• ...The present study is part of the multicenter prospective longitudinal Restore4Stroke Cohort study and used data collected at stroke onset, two months and one year after stroke [3]....

    [...]

References
More filters
Journal ArticleDOI
TL;DR: It is suggested that the introduction of the scales into general hospital practice would facilitate the large task of detection and management of emotional disorder in patients under investigation and treatment in medical and surgical departments.
Abstract: A self-assessment scale has been developed and found to be a reliable instrument for detecting states of depression and anxiety in the setting of an hospital medical outpatient clinic. The anxiety and depressive subscales are also valid measures of severity of the emotional disorder. It is suggested that the introduction of the scales into general hospital practice would facilitate the large task of detection and management of emotional disorder in patients under investigation and treatment in medical and surgical departments.

35,518 citations

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TL;DR: A 10‐minute cognitive screening tool (Montreal Cognitive Assessment, MoCA) to assist first‐line physicians in detection of mild cognitive impairment (MCI), a clinical state that often progresses to dementia.
Abstract: Objectives: To develop a 10-minute cognitive screening tool (Montreal Cognitive Assessment, MoCA) to assist first-line physicians in detection of mild cognitive impairment (MCI), a clinical state that often progresses to dementia. Design: Validation study. Setting: A community clinic and an academic center. Participants: Ninety-four patients meeting MCI clinical criteria supported by psychometric measures, 93 patients with mild Alzheimer's disease (AD) (Mini-Mental State Examination (MMSE) score≥17), and 90 healthy elderly controls (NC). Measurements: The MoCA and MMSE were administered to all participants, and sensitivity and specificity of both measures were assessed for detection of MCI and mild AD. Results: Using a cutoff score 26, the MMSE had a sensitivity of 18% to detect MCI, whereas the MoCA detected 90% of MCI subjects. In the mild AD group, the MMSE had a sensitivity of 78%, whereas the MoCA detected 100%. Specificity was excellent for both MMSE and MoCA (100% and 87%, respectively). Conclusion: MCI as an entity is evolving and somewhat controversial. The MoCA is a brief cognitive screening tool with high sensitivity and specificity for detecting MCI as currently conceptualized in patients performing in the normal range on the MMSE.

16,037 citations

DatasetDOI
11 Feb 2013
TL;DR: It is suggested that the introduction of the scales into general hospital practice would facilitate the large task of detection and management of emotional disorder in patients under investigation and treatment in medical and surgical departments.
Abstract: A self-assessment scale has been developed and found to be a reliable instrument for detecting states of depression and anxiety in the setting of an hospital medical outpatient clinic. The anxiety and depressive subscales are also valid measures of severity of the emotional disorder. It is suggested that the introduction of the scales into general hospital practice would facilitate the large task of detection and management of emotional disorder in patients under investigation and treatment in medical and surgical departments.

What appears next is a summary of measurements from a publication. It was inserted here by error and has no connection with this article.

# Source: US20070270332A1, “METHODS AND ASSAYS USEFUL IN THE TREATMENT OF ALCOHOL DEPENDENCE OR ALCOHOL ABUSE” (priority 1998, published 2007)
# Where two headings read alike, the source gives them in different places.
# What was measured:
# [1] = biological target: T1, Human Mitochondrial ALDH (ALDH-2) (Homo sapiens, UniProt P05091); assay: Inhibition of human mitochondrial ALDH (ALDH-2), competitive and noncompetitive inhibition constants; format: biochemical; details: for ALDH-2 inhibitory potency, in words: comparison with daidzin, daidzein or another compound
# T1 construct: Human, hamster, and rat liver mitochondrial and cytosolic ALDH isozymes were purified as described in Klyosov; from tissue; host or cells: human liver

7,515 citations

Journal ArticleDOI
01 May 1988-Stroke
TL;DR: The results confirm the value of the modified Rankin scale in the assessment of handicap in stroke patients; nevertheless, further improvements are possible.
Abstract: Interobserver agreement for the assessment of handicap in stroke patients was investigated in a group of 10 senior neurologists and 24 residents from two centers. One hundred patients were separately interviewed by two physicians in different combinations. The degree of handicap was recorded by each observer on the modified Rankin scale, which has six grades (0-5). The agreement rates were corrected for chance (kappa statistics). Both physicians agreed on the degree of handicap in 65 patients; they differed by one grade in 32 patients and by two grades in 3 patients. Kappa for all pairwise observations was 0.56; the value for weighted kappa (with quadratic disagreement weights) was 0.91. Our results confirm the value of the modified Rankin scale in the assessment of handicap in stroke patients; nevertheless, further improvements are possible.

5,218 citations

Journal ArticleDOI
01 Jul 1989-Stroke
TL;DR: A 15-item neurologic examination stroke scale for use in acute stroke therapy trials was designed and interrater reliability for the scale was found to be high, and test-retest reliability was also high, suggesting acceptable examination and scale validity.
Abstract: We designed a 15-item neurologic examination stroke scale for use in acute stroke therapy trials. In a study of 24 stroke patients, interrater reliability for the scale was found to be high (mean kappa = 0.69), and test-retest reliability was also high (mean kappa = 0.66-0.77). Test-retest reliability did not differ significantly among a neurologist, a neurology house officer, a neurology nurse, or an emergency department nurse. The stroke scale validity was assessed by comparing the scale scores obtained prospectively on 65 acute stroke patients to the patients' infarction size as measured by computed tomography scan at 1 week and to the patients' clinical outcome as determined at 3 months. These correlations (scale-lesion size r = 0.68, scale-outcome r = 0.79) suggested acceptable examination and scale validity. Of the 15 test items, the most interrater reliable item (pupillary response) had low validity. Less reliable items such as upper or lower extremity motor function were more valid. We discuss methods for improving the reliability and validity of brief examination scales to be used in stroke therapy trials.

4,769 citations